Vitamin D Testing Scandal!

Pam Flores @phflores Health Guide
  • If you live in Canada you've probably heard the recent news about the OHIPs/Medicares decision to no longer cover vitamin D testing unless you have a specific health-related problem connected to low vitamin D levels.  Testing will remain for medical disorders like, "... osteoporosis, rickets, osteopenia, malabsorption syndromes, and renal disease, or drugs that affect Vitamin D metabolism according to the Ontario Medical Association."

     

    This will be a major blow for patients who need to know their D levels to help with diabetes, heart disease, cancer, IBS, depression, rheumatoid arthritis, MS, seasonal affective disorder, schizophrenia and many more.  Just think about all the medical disorders that are affected by your D level that aren't listed above, but if you have one of those you can pay for your testing.  If you can't afford this, then you'll have to go without this crucial testing.  We also heard a very similar proposal here in the U.S., not to long ago, so will we follow suit on vitamin D testing restrictions?

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    An astounding 70% of children and adults in the U.S. are D deficient, and the figures in Canada must be comparable and they won't be able to get reimbursement for this test. 

     

    Since vitamin D is so crucial for the prevention of diseases, it seems odd to limit the coverage on this test, when it could save millions in future medical treatment costs, because its use is paramount in preventing these diseases.  It makes much more sense to allow the coverage of this test for the sake of patients' health and the prevention of very costly medical conditions that are a result of this deficiency.  We have thousands of studies that support the importance of D, and how it can prevent health conditions.  The savings Medicare would see from maintaining this coverage would be extremely substantial.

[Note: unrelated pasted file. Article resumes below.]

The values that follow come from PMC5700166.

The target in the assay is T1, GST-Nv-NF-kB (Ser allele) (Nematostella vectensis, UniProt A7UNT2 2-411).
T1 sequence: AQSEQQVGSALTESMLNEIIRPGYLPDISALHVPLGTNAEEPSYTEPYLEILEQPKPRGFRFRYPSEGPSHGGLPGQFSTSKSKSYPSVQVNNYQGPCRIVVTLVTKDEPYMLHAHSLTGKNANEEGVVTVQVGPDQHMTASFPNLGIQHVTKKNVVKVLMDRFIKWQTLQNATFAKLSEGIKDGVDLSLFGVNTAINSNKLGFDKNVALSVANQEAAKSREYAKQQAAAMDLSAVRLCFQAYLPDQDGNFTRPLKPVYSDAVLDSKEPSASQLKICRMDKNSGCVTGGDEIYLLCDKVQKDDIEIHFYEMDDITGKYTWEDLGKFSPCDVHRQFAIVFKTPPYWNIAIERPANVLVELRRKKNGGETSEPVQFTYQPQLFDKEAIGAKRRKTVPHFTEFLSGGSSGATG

"There are at least 50 diseases that can be prevented with adequate vitamin D blood levels. Why, then, is it that provincial governments refuse to cover the cost of testing that could not only save lives, but also save millions of Canadians from untold suffering? Government medical advisors and spokesmen are lying to the public when they say that there is no evidence for wide scale vitamin D blood testing. Either these people are utter idiots or there is a financial benefit to someone somewhere. I have to say this because the evidence is that overwhelming, according to Zoltan P. Rona, M.D. M.Sc."

     

    If you live in Canada, you can pay for the test; and the approximate price is $51.70, for a 25-hydroxy vitamin D test.

     

    For supporting literature on the use of vitamin D and its importance, see the Vitamin D Council's web site.

     

    To speak out on this topic contact the Minister of Health by writing a letter explaining your objections to this coverage change.  You can also include supporting evidence, along with your letter, which you can obtain from the Vitamin D Council.  You need to explain, that vitamin D testing is not a test that is done once in a while, but more likely every six weeks, if you are on a prescribed dose or you are just trying to maintain your levels with the appropriate amount for you, based on your test score.  If you can't get this testing, you will not know if what you are taking is enough or when you can taper back.  If you do indeed need to have this test done every 6 weeks or so, that is done until you reach your optimal level, which means you'll be asked to pay $51.70 several times or more two times a year.

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    Don't let this backward step, in vitamin D progress happen.  Contact your Minister of Health today!

     

     

    Sources:

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    1. Vitamin D Scandal: Ontario Government Canceling OHIP Coverage for Vitamin D Testing, Zoltan P. Rona, M.D. M.Sc., The Canadian National Newspaper;  November 13, 2010 http://lecanadian.com/2010/11/12/vitamin-d-scandal-ontario-government-cancelling-ohip-coverage-for-vitamin-d-testing/ (Retrieved: November 13, 2010)

     

Published On: November 13, 2010